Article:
Entrepreneurship N°1.pdf


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good business for Clorox, but in an informational way that didn’t require any signoffs. That gave them just enough commitment to progress. They also made sure
their potential loss during this start-up
stage was acceptably low: some time and
a small percentage of an existing budget,
with no threat of diminished reputation
because they had made no promises about
the green research and they continued to
work on other product extensions in the
traditional Clorox mold.
In the summer of 2006, the R&D team
finally found a formula that was 99% free
of petrochemicals and that worked as well
as the company’s chemical-based products. But Cook and Sengelmann still had
work to do. At that point they could have
reverted to extensive market study, models, and financial projections to figure out
how to package and sell the new line. But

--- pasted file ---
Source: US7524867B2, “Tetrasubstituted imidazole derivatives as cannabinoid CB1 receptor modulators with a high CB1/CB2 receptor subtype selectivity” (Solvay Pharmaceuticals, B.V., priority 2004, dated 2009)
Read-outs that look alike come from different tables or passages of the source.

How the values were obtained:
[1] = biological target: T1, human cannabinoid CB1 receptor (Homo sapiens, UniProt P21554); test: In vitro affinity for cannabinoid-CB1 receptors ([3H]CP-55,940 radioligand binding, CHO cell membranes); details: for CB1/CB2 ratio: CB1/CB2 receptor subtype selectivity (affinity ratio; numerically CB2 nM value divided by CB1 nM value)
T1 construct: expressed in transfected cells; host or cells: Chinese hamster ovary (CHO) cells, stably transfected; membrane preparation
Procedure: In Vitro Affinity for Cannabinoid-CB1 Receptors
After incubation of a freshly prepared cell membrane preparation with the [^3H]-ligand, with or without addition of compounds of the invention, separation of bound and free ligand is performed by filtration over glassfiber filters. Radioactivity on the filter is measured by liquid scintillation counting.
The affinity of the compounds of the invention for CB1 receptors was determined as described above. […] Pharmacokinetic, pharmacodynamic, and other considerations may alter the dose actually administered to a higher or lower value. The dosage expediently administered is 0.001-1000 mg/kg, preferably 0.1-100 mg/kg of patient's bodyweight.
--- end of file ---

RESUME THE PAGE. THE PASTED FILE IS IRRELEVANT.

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they decided that the market was still too
new for the customary in-depth analysis
and that internal concerns about the riskiness of green offerings were still too great
to be overcome without more evidence.
So they stuck with small, smart steps.
They added another “volunteer”:
their colleague Jessica Buttimer, who was
not only a marketing specialist but also
another young mother and a health enthusiast. And they began to test prototype
products with a small group of consumers
in California’s Bay Area, where Clorox is
based, again using their existing budget
and simply keeping their bosses informed.
The company learned a lot from this
low-risk research: Most users rated the
products as highly effective, and all were
excited to see the Clorox brand on a green

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